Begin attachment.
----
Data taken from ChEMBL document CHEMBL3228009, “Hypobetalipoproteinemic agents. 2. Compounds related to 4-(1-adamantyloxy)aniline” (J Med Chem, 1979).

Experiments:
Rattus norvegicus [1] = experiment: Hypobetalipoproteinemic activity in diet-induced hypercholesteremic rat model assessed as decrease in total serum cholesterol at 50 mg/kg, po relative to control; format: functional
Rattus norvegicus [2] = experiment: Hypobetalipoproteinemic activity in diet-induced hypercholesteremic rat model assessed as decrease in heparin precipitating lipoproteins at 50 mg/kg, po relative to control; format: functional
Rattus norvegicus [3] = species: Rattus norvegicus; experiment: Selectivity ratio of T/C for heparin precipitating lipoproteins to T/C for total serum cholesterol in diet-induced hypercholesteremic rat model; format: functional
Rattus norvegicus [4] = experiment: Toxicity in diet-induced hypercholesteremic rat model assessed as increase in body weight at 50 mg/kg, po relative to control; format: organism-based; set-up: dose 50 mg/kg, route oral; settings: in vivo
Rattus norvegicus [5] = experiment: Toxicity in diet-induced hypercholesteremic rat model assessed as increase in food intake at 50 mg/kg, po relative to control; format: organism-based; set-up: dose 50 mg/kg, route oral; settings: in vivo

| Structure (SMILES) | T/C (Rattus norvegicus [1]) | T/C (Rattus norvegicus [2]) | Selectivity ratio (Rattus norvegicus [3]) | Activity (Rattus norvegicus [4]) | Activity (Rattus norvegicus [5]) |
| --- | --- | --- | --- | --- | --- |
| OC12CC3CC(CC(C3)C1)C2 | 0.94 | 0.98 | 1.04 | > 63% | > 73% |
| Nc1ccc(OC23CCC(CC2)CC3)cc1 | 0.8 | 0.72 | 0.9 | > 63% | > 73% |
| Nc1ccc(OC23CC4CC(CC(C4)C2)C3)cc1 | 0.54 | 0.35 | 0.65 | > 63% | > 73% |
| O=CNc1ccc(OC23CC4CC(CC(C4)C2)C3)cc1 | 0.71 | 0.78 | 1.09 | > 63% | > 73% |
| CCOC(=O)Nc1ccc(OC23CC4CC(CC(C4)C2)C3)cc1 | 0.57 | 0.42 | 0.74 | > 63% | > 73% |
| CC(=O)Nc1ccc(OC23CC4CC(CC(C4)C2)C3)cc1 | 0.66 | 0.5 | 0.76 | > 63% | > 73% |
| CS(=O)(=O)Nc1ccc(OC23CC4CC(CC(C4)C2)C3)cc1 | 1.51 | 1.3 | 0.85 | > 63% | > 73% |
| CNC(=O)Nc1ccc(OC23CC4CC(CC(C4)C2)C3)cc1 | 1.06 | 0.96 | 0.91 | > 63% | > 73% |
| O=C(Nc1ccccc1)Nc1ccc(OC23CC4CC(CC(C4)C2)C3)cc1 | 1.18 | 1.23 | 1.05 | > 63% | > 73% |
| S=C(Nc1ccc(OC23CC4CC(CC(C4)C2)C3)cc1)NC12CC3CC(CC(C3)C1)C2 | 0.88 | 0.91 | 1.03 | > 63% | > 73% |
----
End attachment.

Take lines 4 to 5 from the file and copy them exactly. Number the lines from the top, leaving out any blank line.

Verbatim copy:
Rattus norvegicus [2] = experiment: Hypobetalipoproteinemic activity in diet-induced hypercholesteremic rat model assessed as decrease in heparin precipitating lipoproteins at 50 mg/kg, po relative to control; format: functional
Rattus norvegicus [3] = species: Rattus norvegicus; experiment: Selectivity ratio of T/C for heparin precipitating lipoproteins to T/C for total serum cholesterol in diet-induced hypercholesteremic rat model; format: functional